A History of Oppression: The Rohingya – An Unwanted People

The large influx of Rohingya refugees into Bangladesh from neighbouring Myanmar in the wake of the August 2017 ‘clearance operation’ conducted by the Myanmar security forces against the Rohingya in northern Rakhine state is only the most recent chapter in the long story of oppression faced by the Rohingya minority. Over the past four decades, the Rohingya of Myanmar have been subjected to ongoing and systematic oppression by the Myanmar regime, acts which the international community has only acknowledged as ‘genocide’ or ‘ethnic cleansing’ in the wake of this most recent atrocity. Given that the recent exodus of the Rohingya from Myanmar has been termed a ‘humanitarian crisis’, how will Bangladesh and the international community be able to respond to the situation? Will Bangladesh be able to broker a bilateral deal with Mynamar that allows the Rohingya refugees to resettle to Myanmar, or is a concerted international effort required to achieve this goal, given the continued refusal by Myanmar to guarantee the safety of its Rohingya population and that outside interests are at play as well?

The Rohingyas have been the victims of a four-decades-long systematic ‘genocide’ at the hands of the Myanmar regime, which has dismantled the protections the Rohingyas enjoyed during the colonial era and right up until the early 1960s. Today, more than a million Rohingya live in apartheid-like conditions and have been methodically stripped of their citizenship, rendered stateless, and subjected to grave human rights violations such as acts of sexual violence, torture and killings through a combination of state-sanctioned violence and discriminatory national laws that have been implemented under Aung San Suu Kyi’s leadership. When periodic state-sanctioned violence is unleashed, huge numbers of refugees regularly flee to Bangladesh, as happened particularly in 1978 and 1991-92, and once again since 2017. When the numbers of Rohingya refugees to Bangladesh suddenly swelled from 200,000 to almost 700,000 in the wake of the August 2017 clampdown by the Myanmar regime, it initially remained largely unnoticed. Only when details of the horrors experienced by the Rohingya refugees came to light, it became impossible for the world to ignore.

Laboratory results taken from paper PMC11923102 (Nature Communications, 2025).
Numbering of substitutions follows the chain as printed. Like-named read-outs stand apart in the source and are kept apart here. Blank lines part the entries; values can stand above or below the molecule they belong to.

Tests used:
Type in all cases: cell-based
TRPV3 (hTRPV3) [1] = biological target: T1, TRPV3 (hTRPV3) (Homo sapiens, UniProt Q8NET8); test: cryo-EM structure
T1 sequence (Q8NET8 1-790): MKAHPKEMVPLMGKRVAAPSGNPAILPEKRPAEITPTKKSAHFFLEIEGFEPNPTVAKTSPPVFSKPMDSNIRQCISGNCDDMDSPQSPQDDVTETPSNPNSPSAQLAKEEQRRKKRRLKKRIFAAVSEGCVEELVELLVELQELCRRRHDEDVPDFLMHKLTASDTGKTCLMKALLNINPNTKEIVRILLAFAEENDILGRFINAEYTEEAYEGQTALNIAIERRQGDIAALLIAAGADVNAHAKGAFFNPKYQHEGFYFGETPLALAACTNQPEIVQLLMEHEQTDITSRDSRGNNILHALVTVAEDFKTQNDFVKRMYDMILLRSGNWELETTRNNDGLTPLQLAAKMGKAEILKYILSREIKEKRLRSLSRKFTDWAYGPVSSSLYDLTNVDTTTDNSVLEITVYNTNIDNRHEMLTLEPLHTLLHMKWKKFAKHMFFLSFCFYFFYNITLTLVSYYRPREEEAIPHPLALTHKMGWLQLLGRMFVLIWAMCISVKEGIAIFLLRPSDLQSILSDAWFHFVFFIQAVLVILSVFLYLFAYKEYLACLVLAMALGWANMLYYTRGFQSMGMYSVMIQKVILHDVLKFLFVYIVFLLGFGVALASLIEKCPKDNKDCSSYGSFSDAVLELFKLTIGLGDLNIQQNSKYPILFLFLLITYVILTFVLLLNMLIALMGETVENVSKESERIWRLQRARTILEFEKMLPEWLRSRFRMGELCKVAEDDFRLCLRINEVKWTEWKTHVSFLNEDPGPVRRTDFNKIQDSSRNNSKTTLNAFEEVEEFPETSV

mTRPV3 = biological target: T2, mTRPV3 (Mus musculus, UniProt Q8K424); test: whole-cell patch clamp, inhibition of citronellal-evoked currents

But who are the Rohingya? This historical question is deeply controversial as some are of the view that the Rohingyas are not a people of Myanmar but an ethnicity that originally migrated into the region from Chittagong, Bangladesh. The Myanmar regime has gone as far as only accepting the claims to indigenousness of the predominantly Buddhist inhabitants of Rakhine (formerly Arakan) as being legitimate, while rejecting the claims of the Rohingyas (both Muslims and non-Muslims). Rohingyas are commonly referred to by the racial slur “kalar” or “so-called Rohingya”, or as “Bengali”, with the innuendo that they are outsiders and illegal immigrants from Bangladesh. Nevertheless, for a thousand years before the imperial Burmese armies conquered Arakan in 1784, Arakan was politically independent, and Muslims, Buddhists, Parsis, Jews, Arabs and many other inhabitants constituted the region’s inhabitants. Rohingya is an Indo-European language – the word ‘Rohingya’ denotes a resident of the state of Arakan. This is contrary to the prevailing nationalist narrative promoted by Buddhist scholars such as Aye Chan, who claims the term ‘Rohingya’ was only introduced after 1950 to promote a Bengali political agenda. The first use of the term ‘Rohingya’ in the English language, however, dates back to 1799 when research published by Francis Buchanan, a doctor with the British East India Company, wrote of a dialect in western Burma of a group of Muslims “who have long settled in Arakan [Rakhine] and who call themselves Rooinga, or natives of Arakan”. The evidence from historical and scholarly documents thus contradicts the Myanmar regime’s claims concerning the Rohingya being ‘illegal immigrants from Bangladesh’.